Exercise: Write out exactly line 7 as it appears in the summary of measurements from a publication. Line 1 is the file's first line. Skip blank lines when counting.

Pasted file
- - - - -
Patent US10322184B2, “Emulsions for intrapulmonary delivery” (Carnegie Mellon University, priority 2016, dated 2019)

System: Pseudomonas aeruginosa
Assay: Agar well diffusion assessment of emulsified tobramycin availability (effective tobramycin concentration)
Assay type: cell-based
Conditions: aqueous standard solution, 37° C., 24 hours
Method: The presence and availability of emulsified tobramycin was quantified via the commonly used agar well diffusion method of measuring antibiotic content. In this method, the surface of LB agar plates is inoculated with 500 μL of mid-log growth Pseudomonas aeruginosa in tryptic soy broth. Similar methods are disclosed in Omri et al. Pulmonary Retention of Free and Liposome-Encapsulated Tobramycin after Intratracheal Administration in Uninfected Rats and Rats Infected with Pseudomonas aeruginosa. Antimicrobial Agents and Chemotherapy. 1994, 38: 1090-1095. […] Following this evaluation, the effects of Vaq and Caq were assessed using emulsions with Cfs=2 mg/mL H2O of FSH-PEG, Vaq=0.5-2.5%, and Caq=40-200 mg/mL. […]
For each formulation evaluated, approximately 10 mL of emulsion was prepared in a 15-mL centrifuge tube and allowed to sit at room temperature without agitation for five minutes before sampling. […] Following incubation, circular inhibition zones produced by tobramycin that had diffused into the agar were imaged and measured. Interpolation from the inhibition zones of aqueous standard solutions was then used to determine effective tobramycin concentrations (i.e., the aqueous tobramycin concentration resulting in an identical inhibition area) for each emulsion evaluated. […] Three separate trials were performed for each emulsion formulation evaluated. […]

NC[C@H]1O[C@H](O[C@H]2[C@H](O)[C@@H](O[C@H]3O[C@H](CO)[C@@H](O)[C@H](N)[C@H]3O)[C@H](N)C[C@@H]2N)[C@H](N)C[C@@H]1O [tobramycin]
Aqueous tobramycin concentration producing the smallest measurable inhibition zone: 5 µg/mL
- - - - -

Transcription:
For each formulation evaluated, approximately 10 mL of emulsion was prepared in a 15-mL centrifuge tube and allowed to sit at room temperature without agitation for five minutes before sampling. […] Following incubation, circular inhibition zones produced by tobramycin that had diffused into the agar were imaged and measured. Interpolation from the inhibition zones of aqueous standard solutions was then used to determine effective tobramycin concentrations (i.e., the aqueous tobramycin concentration resulting in an identical inhibition area) for each emulsion evaluated. […] Three separate trials were performed for each emulsion formulation evaluated. […]